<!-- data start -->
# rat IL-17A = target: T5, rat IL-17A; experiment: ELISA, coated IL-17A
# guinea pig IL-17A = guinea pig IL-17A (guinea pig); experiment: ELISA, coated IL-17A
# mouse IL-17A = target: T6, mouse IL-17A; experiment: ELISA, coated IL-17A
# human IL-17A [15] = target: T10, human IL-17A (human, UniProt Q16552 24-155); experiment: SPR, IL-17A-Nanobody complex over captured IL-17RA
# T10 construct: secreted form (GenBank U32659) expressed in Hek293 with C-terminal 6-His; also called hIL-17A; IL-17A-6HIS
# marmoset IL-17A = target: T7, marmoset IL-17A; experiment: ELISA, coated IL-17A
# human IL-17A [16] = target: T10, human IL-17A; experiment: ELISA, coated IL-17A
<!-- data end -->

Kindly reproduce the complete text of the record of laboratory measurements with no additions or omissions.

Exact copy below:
# rat IL-17A = target: T5, rat IL-17A; experiment: ELISA, coated IL-17A
# guinea pig IL-17A = guinea pig IL-17A (guinea pig); experiment: ELISA, coated IL-17A
# mouse IL-17A = target: T6, mouse IL-17A; experiment: ELISA, coated IL-17A
# human IL-17A [15] = target: T10, human IL-17A (human, UniProt Q16552 24-155); experiment: SPR, IL-17A-Nanobody complex over captured IL-17RA
# T10 construct: secreted form (GenBank U32659) expressed in Hek293 with C-terminal 6-His; also called hIL-17A; IL-17A-6HIS
# marmoset IL-17A = target: T7, marmoset IL-17A; experiment: ELISA, coated IL-17A
# human IL-17A [16] = target: T10, human IL-17A; experiment: ELISA, coated IL-17A